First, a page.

Sections

Weather Forecast

Close
Advertisement
MONTE DRAPER \ BEMIDJI PIONEER Vivi Allosso won first place in the national PBS Kid's Go! Writers Contest for her story, "Missing pants."

Local girl wins national PBS writing contest

Email Sign up for Breaking News Alerts
News Bemidji,Minnesota 56619 http://www.bemidjipioneer.com/sites/default/files/styles/square_300/public/fieldimages/2/0807/0808.f.bp.expressions1.jpg?itok=9A_ERr4e
Bemidji Pioneer
(218) 333-9819 customer support
Local girl wins national PBS writing contest
Bemidji Minnesota P.O. Box 455 56619

BEMIDJI -- If you want to see what it takes to win a national competition for kindergarten entrants in the PBS Kid's Go! Writers Contest this year, stop by the Bemidji Public Library during the month of August.

Advertisement
Advertisement

Bemidji home-schooled student Vivi Allosso started to talk in sentences when she was 2-years-old and made up stories about her favorite stuffed animal, an elephant. By the age of 6, she not only told stories, she added her own artwork to illustrate his adventures. In fact, it was a school project that caused Vivi to put the two talents together -- writing and illustrating -- for her book, "Missing Pants."

"I can't even remember when I started to tell stories," Vivi said. "It's always been there. When I listened to stories, I would try to think of what the guys looked like and stuff like that, and I would make a movie in my head."

"When she was really little, she would pull out one of her father's books and pretend to read it," said her mother, Steph Allosso. "It was hilarious because she would pretend to read but she was actually making up a story. We had a book called the 'Sand County Almanac' and it had pictures of different animals and Vivi would make up stories about them. Her dad loves to read so we have lots of books about the house."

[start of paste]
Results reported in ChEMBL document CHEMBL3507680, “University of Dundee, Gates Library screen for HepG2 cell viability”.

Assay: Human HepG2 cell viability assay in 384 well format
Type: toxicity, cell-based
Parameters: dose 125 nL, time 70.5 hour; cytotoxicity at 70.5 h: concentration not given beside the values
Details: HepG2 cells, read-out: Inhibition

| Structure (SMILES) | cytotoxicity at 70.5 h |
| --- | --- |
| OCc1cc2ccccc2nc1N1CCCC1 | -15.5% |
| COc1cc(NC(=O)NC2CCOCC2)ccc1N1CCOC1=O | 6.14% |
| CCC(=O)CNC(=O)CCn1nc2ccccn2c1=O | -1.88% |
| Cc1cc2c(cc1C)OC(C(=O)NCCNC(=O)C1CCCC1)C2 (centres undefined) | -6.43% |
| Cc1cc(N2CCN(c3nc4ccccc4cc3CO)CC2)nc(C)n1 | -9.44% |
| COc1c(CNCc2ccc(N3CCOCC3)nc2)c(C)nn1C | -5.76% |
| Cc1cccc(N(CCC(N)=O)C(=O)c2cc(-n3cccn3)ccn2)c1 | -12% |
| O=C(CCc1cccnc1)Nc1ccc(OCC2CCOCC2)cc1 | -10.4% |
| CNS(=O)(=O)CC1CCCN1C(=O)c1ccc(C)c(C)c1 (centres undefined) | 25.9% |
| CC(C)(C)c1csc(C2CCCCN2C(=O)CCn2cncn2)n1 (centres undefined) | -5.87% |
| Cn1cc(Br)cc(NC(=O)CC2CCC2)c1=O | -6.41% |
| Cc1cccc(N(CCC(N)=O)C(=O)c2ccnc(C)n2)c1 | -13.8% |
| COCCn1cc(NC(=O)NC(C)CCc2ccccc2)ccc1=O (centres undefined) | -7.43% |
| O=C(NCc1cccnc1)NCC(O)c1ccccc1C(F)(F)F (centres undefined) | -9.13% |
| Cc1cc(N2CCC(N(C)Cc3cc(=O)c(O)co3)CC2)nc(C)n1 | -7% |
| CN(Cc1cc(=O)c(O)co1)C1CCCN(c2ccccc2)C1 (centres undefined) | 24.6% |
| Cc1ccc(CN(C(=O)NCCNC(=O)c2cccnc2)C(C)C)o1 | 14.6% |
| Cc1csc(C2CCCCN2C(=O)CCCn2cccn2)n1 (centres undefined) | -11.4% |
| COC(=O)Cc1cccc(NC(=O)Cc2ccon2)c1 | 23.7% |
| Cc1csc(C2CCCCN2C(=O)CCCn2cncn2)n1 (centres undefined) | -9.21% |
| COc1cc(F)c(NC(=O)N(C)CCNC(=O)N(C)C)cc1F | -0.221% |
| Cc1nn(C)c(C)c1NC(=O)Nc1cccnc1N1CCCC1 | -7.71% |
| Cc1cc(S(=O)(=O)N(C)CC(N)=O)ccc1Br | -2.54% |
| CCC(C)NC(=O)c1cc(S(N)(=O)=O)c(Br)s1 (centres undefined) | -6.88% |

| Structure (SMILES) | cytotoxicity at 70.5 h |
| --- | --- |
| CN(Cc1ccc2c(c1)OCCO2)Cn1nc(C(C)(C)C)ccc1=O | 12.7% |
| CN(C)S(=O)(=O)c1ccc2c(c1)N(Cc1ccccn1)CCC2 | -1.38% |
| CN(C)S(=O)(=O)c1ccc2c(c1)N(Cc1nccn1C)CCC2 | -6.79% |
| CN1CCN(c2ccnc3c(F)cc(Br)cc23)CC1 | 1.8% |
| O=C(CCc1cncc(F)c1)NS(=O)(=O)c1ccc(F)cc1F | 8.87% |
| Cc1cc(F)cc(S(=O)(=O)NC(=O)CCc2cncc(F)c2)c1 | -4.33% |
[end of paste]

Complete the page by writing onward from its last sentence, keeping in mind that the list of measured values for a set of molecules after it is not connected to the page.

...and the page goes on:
Vivi and her brother Gio (Giovanni) are home-schooled by their mother and father, Dan Allosso, as two older siblings are off in college. The family now lives in Bemidji after their move from St. Paul. They're enjoying country life and sustainable farming; everyone pitches in to do the chores.

As Vivi likes to tell it, stories are always running around in her head about life on the farm and her own adventures as Victorious Vivi.

The day of her conversation with a reporter, Vivi was wearing one of the T-shirts that her mother prepares; Vivi always always designs them with a "V" inside a star on the front. Vivi has a collection of fabric markers which she uses to complete the designs on the shirt. Of course, the shirt also tell the story of the wonder girl who rights the wrongs of the world with her super fast speed and ability to communicate with animals.

Vivi does admit that writing and drawing are in a close race as to her favorites, but clothing design and fashion are making it a close three-way contest.

The children watch public television and their favorite shows are "Fetch with Fuffman," and "Power Puff Girls."

"If Vivi is watching her stories ('Fuffman' and 'Power Puff Girls')," Steph said, "She has her sketchbooks out all the time. When she was 3 and couldn't write but she could draw so she would tell me the story and I would write the down the words next to the picture for her. In fact, I would say that she likes to draw more than she likes to write."

Steph believes parents need to let their children be free to explore and use their imagination to the fullest. They also have the responsibility to get the supplies children need, like crayons and paper, music lessons (cello and harp are the instruments of choice for Vivi), and creative playtime and physical activities (Vivi is an avid curler). In short, parents have the responsibility to open the world up for their children and let those talents and interests lead them where they need to be or want to be.

The fact that brother Gio didn't win his kindergartner entry, "Bitsy and the Colors," for the yearly PBS contest did not deter Vivi from entering the contest the first year she was eligible. It started out as a month-long home school English project. Every day, Vivi had to complete a page of either writing or illustrating.

When the project was finished, Steph sent the manuscript into Prairie Public TV in Fargo, N.D. Not all public TV stations participate in this national contest, but Steph heard the Fargo station did, so that's where she entered Vivi's work. The contest actually began as a writing contest through "Reading Rainbow," another public TV show.

The first surprise came when a representative from the Fargo station called to tell them Vivi's entry won first place in the regional contest and it would automatically be entered in the national contest. Vivi and a third-grader who also won the national contest will be honored Sept. 23 at a party in Fargo.

Prairie Public TV Fargo, with two national first-place winners, was quite proud of its viewers' wins, so it wanted to throw a big party to celebrate, Steph said.

Advertisement
Advertisement
Advertisement